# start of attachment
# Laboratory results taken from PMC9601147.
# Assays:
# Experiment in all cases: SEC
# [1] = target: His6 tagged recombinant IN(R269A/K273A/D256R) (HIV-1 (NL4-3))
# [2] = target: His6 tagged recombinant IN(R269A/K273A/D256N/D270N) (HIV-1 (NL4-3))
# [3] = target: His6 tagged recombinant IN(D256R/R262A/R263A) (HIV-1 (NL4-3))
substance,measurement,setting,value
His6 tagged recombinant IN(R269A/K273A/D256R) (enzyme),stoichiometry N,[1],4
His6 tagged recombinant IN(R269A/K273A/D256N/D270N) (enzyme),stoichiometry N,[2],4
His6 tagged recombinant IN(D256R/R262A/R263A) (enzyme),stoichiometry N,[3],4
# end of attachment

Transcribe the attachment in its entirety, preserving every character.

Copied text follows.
# Laboratory results taken from PMC9601147.
# Assays:
# Experiment in all cases: SEC
# [1] = target: His6 tagged recombinant IN(R269A/K273A/D256R) (HIV-1 (NL4-3))
# [2] = target: His6 tagged recombinant IN(R269A/K273A/D256N/D270N) (HIV-1 (NL4-3))
# [3] = target: His6 tagged recombinant IN(D256R/R262A/R263A) (HIV-1 (NL4-3))
substance,measurement,setting,value
His6 tagged recombinant IN(R269A/K273A/D256R) (enzyme),stoichiometry N,[1],4
His6 tagged recombinant IN(R269A/K273A/D256N/D270N) (enzyme),stoichiometry N,[2],4
His6 tagged recombinant IN(D256R/R262A/R263A) (enzyme),stoichiometry N,[3],4